Roller-compacted concrete dams have steadily taken their place in the menu of possible dam types over the past four decades, with over 650 of them completed or under construction, according to HydroWorld magazine. China is far and away the leading RCC dam builder, with 165 as of 2012; of those, 40 are higher than 100 meters. Japan, the United States, Brazil and Spain are the other most prolific RCC dambuilders.

Roller-compacted concrete dams evolved in the 1970s to satisfy a particular need by dambuilders and owners. The percentage of dams built with concrete dropped steadily between 1950 and the late 1970s, from 38 percent to 16.5 percent. This decline occurred “in wide-valley sites, where concrete-gravity dams were being replaced by less costly earth-and-rock embankments,” according to the 1991 book “Roller-Compacted Concrete Dams” by Kenneth D. Hansen and William G. Reinhardt.

The increased popularity of embankment dams led Engineering News-Record to editorialize in our March 6, 1969, issue, saying, "The technology of mass concrete construction simply has not kept pace with the art and science of earthmoving. It is time for a study into ways of reducing the cost of concrete dams. … Dams must be conservatively designed and carefully built. But it does seem that in all the years since Hoover Dam, there should have been more change in the bucket-by-bucket method of moving mass concrete into place. What’s needed is a lot more systems analysis and a bit less ‘grandpa-ism.’ ”

The dambuilding community in the United States organized two conferences: A 1970 conference was titled “Rapid Construction in Concrete Dams,” and the second, in 1972, was called “Economical Construction of Concrete Dams.” Since embankment dams were more prone to failure, the conference attendees were looking for a new type of dam that could combine the safety advantages of concrete and the efficiencies of embankment-dam construction.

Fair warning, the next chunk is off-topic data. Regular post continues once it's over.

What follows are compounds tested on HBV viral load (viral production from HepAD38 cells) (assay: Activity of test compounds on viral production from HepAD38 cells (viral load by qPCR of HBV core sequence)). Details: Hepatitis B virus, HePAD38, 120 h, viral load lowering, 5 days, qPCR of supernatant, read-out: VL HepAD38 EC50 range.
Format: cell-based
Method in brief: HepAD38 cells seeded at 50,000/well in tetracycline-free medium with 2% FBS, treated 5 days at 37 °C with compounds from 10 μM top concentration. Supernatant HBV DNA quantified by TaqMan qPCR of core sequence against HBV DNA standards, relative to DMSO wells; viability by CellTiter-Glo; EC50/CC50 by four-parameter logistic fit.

The first major step toward the development of RCC dams, a hybrid structure combining elements of both concrete and embankment dams, was Italy's 172-m-high Alpe Gera Dam, completed in 1964. It maintained the traditional cross section of a concrete gravity dam while reducing the cost of placing the concrete. Among other factors, the cost savings was achieved by reducing the cement content in the concrete mix used for the interior of the dam, where stresses are low and durability requirements are minimal.

The book “Roller-Compacted Concrete Dams” pinpointed the method used for that project, noting, “Placing this lean concrete mixture using earthfill construction methods was the greatest step forward.... Instead of building the concrete dam in vertical lifts to form cantilever blocks, horizontal placement was introduced. Dump trucks delivered the interior concrete to the dam, rather than buckets moved by crane or cableway. Side forms for blocks were eliminated, as were cooling coils. The consolidation of the lean concrete by internal immersion vibration, rather than external roller compaction, was about all that kept Alpe Gera from being the first RCC dam.”

Another critical step in the development of RCC dams was the design and construction of the Barney M. Davis cooling-water reservoir dike, completed in 1973, in Corpus Christi, Texas. The 6.7-m-tall, 10-kilometer-long ring dike was more economical than a conventional sandfill embankment and had soil-cement protection on both sides. “Besides being the only large dam constructed entirely of soil-cement, the Barney M. Davis reservoir embankment marked the first recorded use of vibratory rollers to compact soil-cement," note Hansen and Reinhardt.